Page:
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Patheos Blogger RJS Wrestles with the Meaning of the Old Testament

Patheos blogger RJS completes long series of blogs reviewing the important book "Seriously Dangerous Religion: What the Old Testament Really Says and Why It Matters," and it's a must-read.

 

Series: "Lost World of Genesis One" Book Club (7 entries)

Companion series to the spring 2015 book club featuring "The Lost World of Genesis One: Ancient Cosmology and the Origins Debate" by John Walton.

 

Series: Evolution and Original Sin by Robin Collins (11 entries)

 

Living Water: How a Remarkable Chemical Shaped the Land and Life of Earth

From geology to biology to research into the origin of life itself, the power of water shows the faithfulness and creativity of our Creator.

 

R.C. Sproul on Science, Scripture, and the Age of the Universe

"I think we can learn from non-believing scientists who are studying natural revelation. They may get a better sense of the truth from their study of natural revelation than I get from ignoring natural revelation."

 

All is Dust and DNA

Jim Stump explores the meaning of the Lenten season from the perspective of evolutionary creation.

 

Can Science and Scripture Be Reconciled?

A continuation of our series featuring our new and revised "Common Questions" pages

 

Discordant Views on Concordism

Many voices in the origins debate have strong opinions about whether their views on science and the Bible are "concordist", yet there is little agreement about what the word actually means.

 

Why should Christians consider evolutionary creation?

Evolution is a challenging subject to consider in light of biblical faith, so it is often easier to ignore or reject it than to engage in meaningful discussion about the topic. Yet considering evolutionary creation has important benefits for Christians both in our relationship with the Creator, and in our relationships with other people—both believers and non-believers.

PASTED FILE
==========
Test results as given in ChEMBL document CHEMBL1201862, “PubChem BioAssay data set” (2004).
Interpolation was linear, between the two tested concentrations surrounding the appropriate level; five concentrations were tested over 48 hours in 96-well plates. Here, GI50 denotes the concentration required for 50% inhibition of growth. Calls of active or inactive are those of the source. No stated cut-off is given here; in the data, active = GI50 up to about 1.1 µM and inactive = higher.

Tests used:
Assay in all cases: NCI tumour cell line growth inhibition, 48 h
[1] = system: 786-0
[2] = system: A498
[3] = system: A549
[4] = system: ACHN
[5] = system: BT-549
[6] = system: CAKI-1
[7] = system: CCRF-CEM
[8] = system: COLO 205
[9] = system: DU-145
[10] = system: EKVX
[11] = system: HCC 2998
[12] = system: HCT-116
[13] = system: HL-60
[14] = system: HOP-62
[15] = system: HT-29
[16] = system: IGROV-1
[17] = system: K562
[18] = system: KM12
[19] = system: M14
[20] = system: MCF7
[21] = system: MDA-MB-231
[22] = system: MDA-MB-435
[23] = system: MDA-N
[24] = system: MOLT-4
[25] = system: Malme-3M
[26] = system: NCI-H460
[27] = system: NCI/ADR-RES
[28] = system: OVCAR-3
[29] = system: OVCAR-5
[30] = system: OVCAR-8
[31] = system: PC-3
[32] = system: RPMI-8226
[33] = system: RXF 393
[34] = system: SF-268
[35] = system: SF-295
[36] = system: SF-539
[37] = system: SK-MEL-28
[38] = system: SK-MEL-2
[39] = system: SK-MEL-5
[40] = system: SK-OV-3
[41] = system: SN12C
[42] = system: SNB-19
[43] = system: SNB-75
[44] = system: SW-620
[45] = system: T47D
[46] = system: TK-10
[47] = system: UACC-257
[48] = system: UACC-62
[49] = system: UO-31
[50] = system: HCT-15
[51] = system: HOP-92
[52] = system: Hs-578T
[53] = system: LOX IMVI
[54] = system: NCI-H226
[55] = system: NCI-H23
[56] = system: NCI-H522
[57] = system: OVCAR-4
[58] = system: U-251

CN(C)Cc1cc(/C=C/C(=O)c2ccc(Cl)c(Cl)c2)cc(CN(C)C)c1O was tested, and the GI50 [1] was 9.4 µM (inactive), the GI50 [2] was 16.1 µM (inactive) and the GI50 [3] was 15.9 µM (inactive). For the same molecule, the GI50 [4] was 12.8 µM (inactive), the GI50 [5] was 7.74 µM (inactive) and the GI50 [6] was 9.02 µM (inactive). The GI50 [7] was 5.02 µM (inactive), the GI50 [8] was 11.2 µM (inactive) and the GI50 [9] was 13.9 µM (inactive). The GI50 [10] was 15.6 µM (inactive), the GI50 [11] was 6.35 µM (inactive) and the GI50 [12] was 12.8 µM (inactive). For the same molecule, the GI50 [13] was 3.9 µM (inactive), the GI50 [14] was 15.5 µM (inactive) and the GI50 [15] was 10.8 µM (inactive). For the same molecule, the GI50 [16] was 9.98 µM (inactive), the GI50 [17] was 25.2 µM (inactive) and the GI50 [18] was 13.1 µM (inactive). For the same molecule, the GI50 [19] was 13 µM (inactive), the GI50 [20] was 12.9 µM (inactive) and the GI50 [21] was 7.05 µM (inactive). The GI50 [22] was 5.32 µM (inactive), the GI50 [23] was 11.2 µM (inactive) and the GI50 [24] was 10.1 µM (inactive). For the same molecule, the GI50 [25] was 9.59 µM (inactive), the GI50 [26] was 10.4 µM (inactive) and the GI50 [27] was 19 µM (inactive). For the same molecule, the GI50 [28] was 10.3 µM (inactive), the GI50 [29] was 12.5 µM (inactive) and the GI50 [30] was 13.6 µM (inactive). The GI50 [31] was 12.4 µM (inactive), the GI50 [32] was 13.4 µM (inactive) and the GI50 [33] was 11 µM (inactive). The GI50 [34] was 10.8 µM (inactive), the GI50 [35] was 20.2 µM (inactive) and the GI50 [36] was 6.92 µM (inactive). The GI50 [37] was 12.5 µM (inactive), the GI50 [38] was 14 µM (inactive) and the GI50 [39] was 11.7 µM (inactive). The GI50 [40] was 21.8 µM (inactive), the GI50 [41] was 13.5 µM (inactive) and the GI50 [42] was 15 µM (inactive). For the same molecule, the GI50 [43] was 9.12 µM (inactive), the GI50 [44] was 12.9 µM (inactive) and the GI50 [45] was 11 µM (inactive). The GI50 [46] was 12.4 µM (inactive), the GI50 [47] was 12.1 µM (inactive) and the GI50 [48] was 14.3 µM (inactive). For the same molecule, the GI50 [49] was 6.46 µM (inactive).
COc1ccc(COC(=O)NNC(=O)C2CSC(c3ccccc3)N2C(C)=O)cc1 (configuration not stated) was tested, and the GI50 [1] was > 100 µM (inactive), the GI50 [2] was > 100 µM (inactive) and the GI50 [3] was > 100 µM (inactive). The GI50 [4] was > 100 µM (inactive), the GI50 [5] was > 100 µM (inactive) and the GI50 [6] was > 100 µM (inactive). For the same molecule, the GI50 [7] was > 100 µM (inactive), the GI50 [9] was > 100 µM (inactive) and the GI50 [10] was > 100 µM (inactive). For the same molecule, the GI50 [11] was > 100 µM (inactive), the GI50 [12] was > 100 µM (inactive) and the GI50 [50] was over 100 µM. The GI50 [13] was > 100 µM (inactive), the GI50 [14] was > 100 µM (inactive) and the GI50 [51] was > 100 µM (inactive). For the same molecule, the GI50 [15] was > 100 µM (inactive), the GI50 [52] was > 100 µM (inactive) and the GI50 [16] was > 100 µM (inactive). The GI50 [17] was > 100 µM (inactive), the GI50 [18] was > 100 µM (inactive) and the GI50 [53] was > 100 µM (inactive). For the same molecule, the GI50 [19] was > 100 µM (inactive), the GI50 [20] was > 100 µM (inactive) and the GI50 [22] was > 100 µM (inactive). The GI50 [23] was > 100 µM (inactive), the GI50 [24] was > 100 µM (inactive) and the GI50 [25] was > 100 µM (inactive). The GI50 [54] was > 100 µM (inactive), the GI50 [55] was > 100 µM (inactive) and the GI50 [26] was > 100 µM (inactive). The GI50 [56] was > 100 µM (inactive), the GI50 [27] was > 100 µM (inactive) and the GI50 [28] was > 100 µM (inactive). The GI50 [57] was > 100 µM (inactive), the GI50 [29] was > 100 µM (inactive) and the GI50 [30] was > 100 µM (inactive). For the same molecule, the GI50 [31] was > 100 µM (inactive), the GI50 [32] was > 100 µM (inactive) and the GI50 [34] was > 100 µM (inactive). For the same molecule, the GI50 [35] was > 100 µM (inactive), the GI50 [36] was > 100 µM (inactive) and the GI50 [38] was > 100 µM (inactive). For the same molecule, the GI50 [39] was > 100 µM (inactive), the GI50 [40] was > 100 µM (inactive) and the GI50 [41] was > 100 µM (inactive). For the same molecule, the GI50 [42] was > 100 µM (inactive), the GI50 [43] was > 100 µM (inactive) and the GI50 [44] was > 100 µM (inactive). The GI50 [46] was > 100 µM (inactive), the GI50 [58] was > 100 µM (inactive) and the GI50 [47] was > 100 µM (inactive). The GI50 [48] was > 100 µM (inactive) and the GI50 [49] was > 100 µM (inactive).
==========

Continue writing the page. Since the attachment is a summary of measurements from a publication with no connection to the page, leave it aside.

The “Cosmogonic” Form of Genesis 1

In both form and content, then, Genesis 1 reveals that its basic purposes are religious and theological, not scientific or historical.

 

What is a Literal Reading?: Lessons from Gregory of Nyssa and Augustine

A very important way of avoiding a myopic understanding of our own theories and conclusions is to examine how our forebears in the faith understood things.

 

Series: A Deeper Faith (2 entries)

 

Should Christians Trust Scientific Experts?

Because reliance upon experts cannot be eliminated, the central question for Christians today is not “should I believe scientific experts?” but “which scientific experts should I believe?”

 

The Aroma of the Knowledge of God: How the Sense of Smell Inspires Worship and Awe

I’ve always thought of the sense of smell as a more intimate sense than most other senses. For in smelling, the thing that we smell becomes almost a part of us.

 

Saturday Science Links: December 6, 2014

Many of this week's science links happen at the wondrous intersection of mystery and discovery.

 

Evolution in the Holy Land

All creation is the doings of God’s hands, no matter how he did it. When I look at a painting, I can connect somehow with the painter, and the same goes with the universe and God.

 

The “One Thing” Behind the Genesis Debate

The one thing on which the entire Genesis debate hinges is whether we acknowledge the role played by hermeneutics.

 

From the Archives: A BioLogos Response to Kenneth Keathley, Part 1

From 2012: The entire BioLogos community would like to thank Dr. Keathley not only for his work in writing his introductory essay, but for his willingness to organize a small collection of essays by other Southern Baptist scholars describing their concerns about the BioLogos perspective. We welcome this opportunity to clarify our positions and remove stumbling blocks where possible.

 

Series: “Origins” Book Club (6 entries)

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